3 min 31 sec reading time
My friends, the whole power of faith/faithfulness (emunah) is that it brings you into a knowledge of God.
In the same way that we have distorted faith, we have similarly distorted the concept of knowing God. The phrase knowledge of God (da'at Elohim) in the Bible does not refer to intellectual information accumulated about God. It is not data. In Hebrew, da’at Elohim is an intimacy, a relationship.
To know God biblically is to do as God does. It is not the equivalent of knowing things about God; we are talking here about intimate knowledge. Da’at comes from the root yada which is used for sexual intimacy between a husband and a wife. "Now Adam knew Eve his wife, and she conceived and bore Cain."
When the Bible speaks of the knowledge of God, it means coming into an intimate relationship that is characterized by submission to his authority, faithfulness to his will, and obedience to his commandments.
This is why the psalmist writes, "The fool says in his heart, 'There is no God.'" The way we translate it reflects the way we think, that it is talking about someone else, an atheist who doesn’t believe in God. But that is not what the psalmist had in mind at all. There were no atheists in the biblical period; everybody believed in a god or gods, they were just different gods.
No, what the psalmist is saying is that the fool is the one who says, "No, God." It is not that he says there is no God, he says to God, "No, I am not going to do it your way." That is the one the Bible identifies as the fool. He may know (data) about God: what he is like, what he has commanded, and what he has done. But he says no to the intimacy of knowing (da'at) that comes in a covenant relationship.
Now listen, this is very important. The quest for knowledge, biblically, is always a quest for relationships. It is not a quest for information, for status, for degrees, for power or position. To come into a knowledge of the truth means you come into a relationship with the One who is Truth. This is radically opposed to how the world around us thinks.
We must be on our guard against modern-day Gnosticism in all its various forms.
First, beware of secrecy.
Neo-gnosticism still tempts us today, offering salvation or liberation by having the right data, a secret knowledge (i.e. how to meditate, how to balance your aura, how to inner energize your kundalini). If you are given the secret knowledge in a secret ceremony, you are given the sacred names of God and you repeat it as a mantra as you meditate, then you come into salvation, into peace and wholeness.
That is nonsense because biblically speaking the quest for truth is not a quest for data, it is a quest for a PERSON. Not a philosophy, not a principle, not a technique—it is a desire to come into an intimate union, fellowship, and counsel with the One who is Faithful and True. And he is the God of Abraham, Isaac, and Jacob. The true knowledge of God (da'at Elohim) can be discerned by whether it brings you closer to him or not.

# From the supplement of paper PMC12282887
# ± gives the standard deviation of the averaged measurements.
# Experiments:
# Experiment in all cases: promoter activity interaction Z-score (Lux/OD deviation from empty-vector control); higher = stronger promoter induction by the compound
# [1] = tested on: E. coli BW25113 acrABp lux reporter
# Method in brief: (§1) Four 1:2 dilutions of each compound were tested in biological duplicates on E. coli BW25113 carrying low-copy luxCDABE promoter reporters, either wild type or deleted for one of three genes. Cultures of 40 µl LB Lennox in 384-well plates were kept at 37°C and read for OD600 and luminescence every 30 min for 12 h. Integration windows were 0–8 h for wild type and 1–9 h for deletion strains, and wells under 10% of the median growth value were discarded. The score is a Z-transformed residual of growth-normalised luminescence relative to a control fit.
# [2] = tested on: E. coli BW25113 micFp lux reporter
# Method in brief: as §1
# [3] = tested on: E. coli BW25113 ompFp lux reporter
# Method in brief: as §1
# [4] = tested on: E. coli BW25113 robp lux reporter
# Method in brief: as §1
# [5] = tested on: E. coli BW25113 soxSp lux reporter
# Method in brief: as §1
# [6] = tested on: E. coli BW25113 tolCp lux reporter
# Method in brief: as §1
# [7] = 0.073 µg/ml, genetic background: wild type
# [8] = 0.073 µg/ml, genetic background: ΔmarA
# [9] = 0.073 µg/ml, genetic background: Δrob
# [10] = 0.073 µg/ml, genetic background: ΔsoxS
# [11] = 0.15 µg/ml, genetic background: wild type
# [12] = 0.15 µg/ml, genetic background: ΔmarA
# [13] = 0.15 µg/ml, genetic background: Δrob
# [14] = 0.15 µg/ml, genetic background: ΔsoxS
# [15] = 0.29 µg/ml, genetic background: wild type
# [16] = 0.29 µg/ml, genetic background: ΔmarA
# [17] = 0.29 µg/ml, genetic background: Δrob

Second, beware of pride.
The kind of knowledge that the Gnostics have is what Paul refers to as the knowledge that puffs up; you become wise in your own eyes. It is the kind of knowledge that makes you proud and haughty about being a medical doctor, or a lawyer, or a professor, or a Bible teacher.
The kind of knowledge the Bible talks about doesn’t puff you up, it cuts your feet right out from under you. The result is you fall on your face and say, "Woe is me, I am psychologically disintegrated. Woe is me in the presence of the One who is true and faithful, in whom there is no shadow — he is pure light and radiance and glory from his face cannot be gazed upon lest I die!"
That is the kind of knowledge of God we are seeking. That is the kind of knowledge worth a holy journey from the confusion, egotism, selfishness, and worldliness of Babylon up to the mountain of the Lord. Ours is a pilgrimage to Zion, entering into the holy place to dwell, bask, and rejoice in his holy presence, the very Shekhinah of the LORD God Almighty.
That is what biblical knowledge summons us all to—submission to God’s authority and obedience to his holy will.
When it comes right down to it, you and I are kindergarteners when it comes to the Word of God. You may think I know a lot about the Bible, but my friends I am incredibly ignorant when it comes to da’at Elohim. I can tell you all about it, but my experience of it is far from what it should be.
The reason I share this is so you can come to a recognition that there is more for you. So that you can come completely under the shelter of his wings, into the holy place of our good Father in order to KNOW HIM. For that is what this kingdom journey is all about.
This study is from a professionally produced transcription of the audio recording. It was edited for readability by the team at JC Studies.
Dwight A. Pryor (1945-2011) was a gifted Bible teacher of exceptional clarity and depth who earned the friendship and admiration of both Christian and Jewish scholars—in the United States and Israel—as well as the respect and appreciation of followers of Jesus around the world. His expertise in the language, literature, and culture of Israel during the life and time of Jesus and the early church yield insights that nourish every area of faith and practice. Dwight founded JC Studies in 1984 to edify the people of God. Click here to explore his audio seminars.